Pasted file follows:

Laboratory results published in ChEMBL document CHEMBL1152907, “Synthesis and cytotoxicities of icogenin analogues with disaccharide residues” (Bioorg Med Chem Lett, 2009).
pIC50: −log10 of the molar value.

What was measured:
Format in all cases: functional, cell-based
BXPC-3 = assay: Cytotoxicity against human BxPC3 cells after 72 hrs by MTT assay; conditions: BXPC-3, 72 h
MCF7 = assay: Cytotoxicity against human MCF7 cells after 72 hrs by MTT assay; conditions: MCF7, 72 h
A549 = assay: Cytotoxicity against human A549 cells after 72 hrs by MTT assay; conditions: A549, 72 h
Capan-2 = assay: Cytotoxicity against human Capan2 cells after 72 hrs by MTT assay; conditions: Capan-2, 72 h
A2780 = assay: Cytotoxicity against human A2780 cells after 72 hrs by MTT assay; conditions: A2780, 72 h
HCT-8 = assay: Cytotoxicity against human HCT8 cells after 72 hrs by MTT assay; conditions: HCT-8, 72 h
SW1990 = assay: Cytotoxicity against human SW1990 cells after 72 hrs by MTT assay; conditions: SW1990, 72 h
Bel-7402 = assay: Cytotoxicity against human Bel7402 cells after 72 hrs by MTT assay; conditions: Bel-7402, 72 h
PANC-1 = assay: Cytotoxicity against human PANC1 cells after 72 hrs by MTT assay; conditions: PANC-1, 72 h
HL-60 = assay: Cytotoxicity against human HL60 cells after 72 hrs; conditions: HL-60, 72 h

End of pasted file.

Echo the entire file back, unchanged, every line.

Laboratory results published in ChEMBL document CHEMBL1152907, “Synthesis and cytotoxicities of icogenin analogues with disaccharide residues” (Bioorg Med Chem Lett, 2009).
pIC50: −log10 of the molar value.

What was measured:
Format in all cases: functional, cell-based
BXPC-3 = assay: Cytotoxicity against human BxPC3 cells after 72 hrs by MTT assay; conditions: BXPC-3, 72 h
MCF7 = assay: Cytotoxicity against human MCF7 cells after 72 hrs by MTT assay; conditions: MCF7, 72 h
A549 = assay: Cytotoxicity against human A549 cells after 72 hrs by MTT assay; conditions: A549, 72 h
Capan-2 = assay: Cytotoxicity against human Capan2 cells after 72 hrs by MTT assay; conditions: Capan-2, 72 h
A2780 = assay: Cytotoxicity against human A2780 cells after 72 hrs by MTT assay; conditions: A2780, 72 h
HCT-8 = assay: Cytotoxicity against human HCT8 cells after 72 hrs by MTT assay; conditions: HCT-8, 72 h
SW1990 = assay: Cytotoxicity against human SW1990 cells after 72 hrs by MTT assay; conditions: SW1990, 72 h
Bel-7402 = assay: Cytotoxicity against human Bel7402 cells after 72 hrs by MTT assay; conditions: Bel-7402, 72 h
PANC-1 = assay: Cytotoxicity against human PANC1 cells after 72 hrs by MTT assay; conditions: PANC-1, 72 h
HL-60 = assay: Cytotoxicity against human HL60 cells after 72 hrs; conditions: HL-60, 72 h